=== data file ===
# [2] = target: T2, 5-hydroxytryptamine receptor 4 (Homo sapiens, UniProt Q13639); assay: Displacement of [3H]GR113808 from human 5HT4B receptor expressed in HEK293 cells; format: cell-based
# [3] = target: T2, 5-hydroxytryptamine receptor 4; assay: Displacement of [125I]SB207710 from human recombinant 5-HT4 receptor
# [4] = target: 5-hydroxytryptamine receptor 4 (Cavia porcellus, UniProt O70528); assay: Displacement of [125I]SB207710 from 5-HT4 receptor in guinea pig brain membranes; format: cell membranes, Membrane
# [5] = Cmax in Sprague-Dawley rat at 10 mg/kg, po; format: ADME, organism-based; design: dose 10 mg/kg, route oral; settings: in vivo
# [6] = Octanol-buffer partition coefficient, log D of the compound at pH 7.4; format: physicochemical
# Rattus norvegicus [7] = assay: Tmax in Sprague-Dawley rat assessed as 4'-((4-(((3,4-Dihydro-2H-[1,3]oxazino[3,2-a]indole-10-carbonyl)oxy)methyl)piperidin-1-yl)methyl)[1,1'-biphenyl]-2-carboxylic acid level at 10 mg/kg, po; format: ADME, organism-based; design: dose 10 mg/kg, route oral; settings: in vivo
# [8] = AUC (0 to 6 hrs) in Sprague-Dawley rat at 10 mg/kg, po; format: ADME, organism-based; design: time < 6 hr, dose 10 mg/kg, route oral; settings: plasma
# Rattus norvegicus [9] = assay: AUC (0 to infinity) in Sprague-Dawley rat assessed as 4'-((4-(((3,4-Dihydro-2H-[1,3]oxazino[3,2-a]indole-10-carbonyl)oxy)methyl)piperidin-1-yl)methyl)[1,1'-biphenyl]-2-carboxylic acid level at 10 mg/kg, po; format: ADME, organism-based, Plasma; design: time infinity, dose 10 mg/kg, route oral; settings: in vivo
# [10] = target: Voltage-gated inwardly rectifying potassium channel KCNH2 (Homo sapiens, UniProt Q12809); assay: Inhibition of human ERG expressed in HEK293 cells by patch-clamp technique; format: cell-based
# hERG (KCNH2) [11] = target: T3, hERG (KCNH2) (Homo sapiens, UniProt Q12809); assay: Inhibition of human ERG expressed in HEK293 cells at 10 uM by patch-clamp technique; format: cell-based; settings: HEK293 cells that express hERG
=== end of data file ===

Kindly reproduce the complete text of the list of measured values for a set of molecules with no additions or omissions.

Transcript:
# [2] = target: T2, 5-hydroxytryptamine receptor 4 (Homo sapiens, UniProt Q13639); assay: Displacement of [3H]GR113808 from human 5HT4B receptor expressed in HEK293 cells; format: cell-based
# [3] = target: T2, 5-hydroxytryptamine receptor 4; assay: Displacement of [125I]SB207710 from human recombinant 5-HT4 receptor
# [4] = target: 5-hydroxytryptamine receptor 4 (Cavia porcellus, UniProt O70528); assay: Displacement of [125I]SB207710 from 5-HT4 receptor in guinea pig brain membranes; format: cell membranes, Membrane
# [5] = Cmax in Sprague-Dawley rat at 10 mg/kg, po; format: ADME, organism-based; design: dose 10 mg/kg, route oral; settings: in vivo
# [6] = Octanol-buffer partition coefficient, log D of the compound at pH 7.4; format: physicochemical
# Rattus norvegicus [7] = assay: Tmax in Sprague-Dawley rat assessed as 4'-((4-(((3,4-Dihydro-2H-[1,3]oxazino[3,2-a]indole-10-carbonyl)oxy)methyl)piperidin-1-yl)methyl)[1,1'-biphenyl]-2-carboxylic acid level at 10 mg/kg, po; format: ADME, organism-based; design: dose 10 mg/kg, route oral; settings: in vivo
# [8] = AUC (0 to 6 hrs) in Sprague-Dawley rat at 10 mg/kg, po; format: ADME, organism-based; design: time < 6 hr, dose 10 mg/kg, route oral; settings: plasma
# Rattus norvegicus [9] = assay: AUC (0 to infinity) in Sprague-Dawley rat assessed as 4'-((4-(((3,4-Dihydro-2H-[1,3]oxazino[3,2-a]indole-10-carbonyl)oxy)methyl)piperidin-1-yl)methyl)[1,1'-biphenyl]-2-carboxylic acid level at 10 mg/kg, po; format: ADME, organism-based, Plasma; design: time infinity, dose 10 mg/kg, route oral; settings: in vivo
# [10] = target: Voltage-gated inwardly rectifying potassium channel KCNH2 (Homo sapiens, UniProt Q12809); assay: Inhibition of human ERG expressed in HEK293 cells by patch-clamp technique; format: cell-based
# hERG (KCNH2) [11] = target: T3, hERG (KCNH2) (Homo sapiens, UniProt Q12809); assay: Inhibition of human ERG expressed in HEK293 cells at 10 uM by patch-clamp technique; format: cell-based; settings: HEK293 cells that express hERG